I guess I'm a biased KDE user, but I prefer KDE apps in many or most instances. As another commenter noted, Gwenview is stable, fast, and reasonably powerful. As for photo-editing apps, most people may prefer Gimp, but I think Krita can hold a candle and even has a few features that Gimp doesn't (see this comparison).
Other examples of (in my opinion) superior KDE apps include Dolphin (vs Nautilus), Kate (vs Gedit), Kile (a LaTeX IDE, Gnome has nothing comparible), Kmail (vs Evolution), Okular (vs Evince), and K3B (vs Brasero).
There are definitely some Gnome apps that I find better as well, including Inkscape (vs. Karbon) and the newsgroup app you mentioned, Pan. I should add that not all of these are really "Gnome" apps, but they all use GTK.
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First, they discovered an oscillation issue from the SRB that could cause damage to the upper stage and the orion capsule. Last year, they found out that with a slight wind gust, the vehicle might collide with its launch tower.
Incidentally, both of these problems and the current one are all related to the SRB. President Obama needs to do the right thing here and kill Ares I before it has the chance to kill anyone.
However, that shouldn't excuse the disaster-waiting-to-happen that is Ares I. Particularly when there are better, cheaper, and safer alternatives. In particular, a recently released study finds that EELVs would absolutely be a safe, cheap alternative to the Ares I.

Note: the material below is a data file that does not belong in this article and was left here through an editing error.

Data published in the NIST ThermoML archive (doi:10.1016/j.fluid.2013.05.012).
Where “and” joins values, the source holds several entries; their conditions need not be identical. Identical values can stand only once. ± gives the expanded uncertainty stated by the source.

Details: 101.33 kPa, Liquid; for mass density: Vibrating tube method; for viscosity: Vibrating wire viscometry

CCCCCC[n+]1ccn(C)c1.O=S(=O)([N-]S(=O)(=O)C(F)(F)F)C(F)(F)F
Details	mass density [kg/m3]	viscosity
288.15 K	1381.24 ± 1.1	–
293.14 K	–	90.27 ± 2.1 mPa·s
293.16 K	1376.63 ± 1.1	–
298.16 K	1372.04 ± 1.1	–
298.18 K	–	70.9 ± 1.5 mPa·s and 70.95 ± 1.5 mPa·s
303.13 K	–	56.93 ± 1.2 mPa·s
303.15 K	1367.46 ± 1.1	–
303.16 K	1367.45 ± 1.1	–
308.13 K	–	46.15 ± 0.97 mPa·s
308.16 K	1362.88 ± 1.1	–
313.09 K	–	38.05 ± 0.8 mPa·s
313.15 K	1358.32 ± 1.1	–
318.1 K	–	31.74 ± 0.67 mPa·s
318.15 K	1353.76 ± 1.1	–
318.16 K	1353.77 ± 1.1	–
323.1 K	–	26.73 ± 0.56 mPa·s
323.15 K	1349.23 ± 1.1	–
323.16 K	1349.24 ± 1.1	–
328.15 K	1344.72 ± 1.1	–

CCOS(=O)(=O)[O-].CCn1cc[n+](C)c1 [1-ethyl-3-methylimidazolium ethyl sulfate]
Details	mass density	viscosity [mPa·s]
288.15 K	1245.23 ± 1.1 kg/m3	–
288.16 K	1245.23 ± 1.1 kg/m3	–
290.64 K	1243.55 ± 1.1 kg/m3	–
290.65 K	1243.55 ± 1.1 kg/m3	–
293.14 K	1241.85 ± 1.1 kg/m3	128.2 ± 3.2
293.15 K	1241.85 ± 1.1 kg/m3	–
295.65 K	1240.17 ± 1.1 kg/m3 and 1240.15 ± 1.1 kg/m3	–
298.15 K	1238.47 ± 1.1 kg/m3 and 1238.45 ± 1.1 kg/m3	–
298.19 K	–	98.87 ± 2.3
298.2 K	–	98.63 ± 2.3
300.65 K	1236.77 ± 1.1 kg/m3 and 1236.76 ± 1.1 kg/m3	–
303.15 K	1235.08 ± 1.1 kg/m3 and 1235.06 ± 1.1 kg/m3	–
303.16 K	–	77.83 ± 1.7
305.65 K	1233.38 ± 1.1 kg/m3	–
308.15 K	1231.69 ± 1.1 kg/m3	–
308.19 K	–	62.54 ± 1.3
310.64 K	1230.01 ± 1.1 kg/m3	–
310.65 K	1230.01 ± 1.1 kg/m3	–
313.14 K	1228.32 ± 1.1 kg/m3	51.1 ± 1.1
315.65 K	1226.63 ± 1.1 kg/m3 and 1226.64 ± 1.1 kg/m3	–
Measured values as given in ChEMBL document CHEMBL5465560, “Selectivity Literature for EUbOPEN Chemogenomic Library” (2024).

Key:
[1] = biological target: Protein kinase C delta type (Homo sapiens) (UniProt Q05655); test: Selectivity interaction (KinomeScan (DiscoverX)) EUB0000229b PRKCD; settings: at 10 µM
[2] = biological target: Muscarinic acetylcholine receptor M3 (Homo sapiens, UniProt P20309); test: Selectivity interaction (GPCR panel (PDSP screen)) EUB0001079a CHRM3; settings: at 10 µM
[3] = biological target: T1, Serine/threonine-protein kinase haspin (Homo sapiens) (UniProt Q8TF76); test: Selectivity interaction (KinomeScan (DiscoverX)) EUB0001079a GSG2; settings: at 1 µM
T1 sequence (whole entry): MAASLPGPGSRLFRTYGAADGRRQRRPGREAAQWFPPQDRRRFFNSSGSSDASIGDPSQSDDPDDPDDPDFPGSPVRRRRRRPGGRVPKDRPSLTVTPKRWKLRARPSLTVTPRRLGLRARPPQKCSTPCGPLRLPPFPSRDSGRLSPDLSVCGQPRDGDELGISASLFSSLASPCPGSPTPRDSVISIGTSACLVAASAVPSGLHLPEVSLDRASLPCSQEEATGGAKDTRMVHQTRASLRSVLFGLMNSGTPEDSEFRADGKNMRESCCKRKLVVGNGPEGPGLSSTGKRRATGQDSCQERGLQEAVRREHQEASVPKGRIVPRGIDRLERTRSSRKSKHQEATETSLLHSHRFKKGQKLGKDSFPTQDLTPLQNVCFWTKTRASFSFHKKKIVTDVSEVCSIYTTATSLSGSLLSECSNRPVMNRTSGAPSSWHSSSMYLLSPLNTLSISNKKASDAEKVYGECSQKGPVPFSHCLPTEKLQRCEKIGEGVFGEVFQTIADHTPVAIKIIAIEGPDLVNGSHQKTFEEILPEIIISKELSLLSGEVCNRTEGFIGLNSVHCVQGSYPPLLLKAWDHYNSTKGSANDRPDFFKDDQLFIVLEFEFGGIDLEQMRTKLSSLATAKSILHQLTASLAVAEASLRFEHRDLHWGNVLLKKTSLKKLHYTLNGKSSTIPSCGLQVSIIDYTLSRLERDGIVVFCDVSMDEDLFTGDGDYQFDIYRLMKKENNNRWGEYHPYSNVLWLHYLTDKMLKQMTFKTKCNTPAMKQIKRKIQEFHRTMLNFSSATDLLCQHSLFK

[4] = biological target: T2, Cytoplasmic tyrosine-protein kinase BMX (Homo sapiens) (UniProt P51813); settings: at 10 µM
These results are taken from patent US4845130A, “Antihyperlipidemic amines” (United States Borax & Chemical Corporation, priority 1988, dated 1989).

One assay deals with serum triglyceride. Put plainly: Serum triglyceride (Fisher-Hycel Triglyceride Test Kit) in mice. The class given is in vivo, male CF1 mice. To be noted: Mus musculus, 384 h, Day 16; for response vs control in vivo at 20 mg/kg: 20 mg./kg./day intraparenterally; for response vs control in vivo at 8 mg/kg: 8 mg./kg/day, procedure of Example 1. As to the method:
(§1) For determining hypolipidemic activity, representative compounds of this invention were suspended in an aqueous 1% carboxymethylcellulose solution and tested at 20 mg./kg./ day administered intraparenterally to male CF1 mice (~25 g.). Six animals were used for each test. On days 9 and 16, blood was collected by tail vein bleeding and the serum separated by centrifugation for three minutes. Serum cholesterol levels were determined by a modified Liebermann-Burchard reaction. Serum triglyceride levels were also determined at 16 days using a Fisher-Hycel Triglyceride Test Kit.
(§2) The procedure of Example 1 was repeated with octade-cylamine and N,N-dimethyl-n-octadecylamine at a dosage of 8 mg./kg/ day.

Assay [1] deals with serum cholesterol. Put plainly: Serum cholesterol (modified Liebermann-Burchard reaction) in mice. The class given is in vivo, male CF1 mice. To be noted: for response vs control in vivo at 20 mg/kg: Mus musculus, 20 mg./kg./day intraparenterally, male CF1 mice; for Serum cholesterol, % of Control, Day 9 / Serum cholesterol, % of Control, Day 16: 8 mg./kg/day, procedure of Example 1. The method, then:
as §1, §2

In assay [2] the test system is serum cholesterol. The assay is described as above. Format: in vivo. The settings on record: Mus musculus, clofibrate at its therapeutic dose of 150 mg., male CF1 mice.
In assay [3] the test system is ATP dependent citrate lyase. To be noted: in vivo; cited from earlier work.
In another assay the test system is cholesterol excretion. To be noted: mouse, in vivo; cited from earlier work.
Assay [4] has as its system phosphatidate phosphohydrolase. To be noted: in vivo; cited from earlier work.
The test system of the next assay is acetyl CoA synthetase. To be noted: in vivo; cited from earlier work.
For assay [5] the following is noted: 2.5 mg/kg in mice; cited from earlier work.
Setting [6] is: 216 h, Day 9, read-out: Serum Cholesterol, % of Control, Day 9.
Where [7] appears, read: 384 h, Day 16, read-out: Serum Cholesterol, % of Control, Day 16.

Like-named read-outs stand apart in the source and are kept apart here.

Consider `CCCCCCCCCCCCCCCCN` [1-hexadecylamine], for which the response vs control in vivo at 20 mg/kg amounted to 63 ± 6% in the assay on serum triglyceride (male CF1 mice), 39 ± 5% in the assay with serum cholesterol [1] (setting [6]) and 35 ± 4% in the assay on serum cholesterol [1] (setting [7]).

We definitely need to take risks in space travel, but not stupid dangerous risks of strapping humans to SRBs that cannot be controlled or turned off in any way and have a history of failing spectacularly.
Japan recovered quickly after the war in part because they had successful industries before the war. Around the same time, India was trying to emerge from a century-long yoke of colonial domination. You are correct about India's military budget, though.
We need to realize that the digital divide is an infrastructure issue every bit as much as roads, sanitation, and clean water are. To do this, we also need to start thinking about long-term solutions. The Japanese know this, too. For example, it seemed foolish to a lot of people back in the 1960's when Japan decided to build a super-high speed rail line (the Shinkansen). It seemed like a luxury, when most of the country was still moving around with bicycles. Today, however, they are reaping the rewards, and in places like California, we are only now starting to realize how beneficial such a transportation system would be to our economy.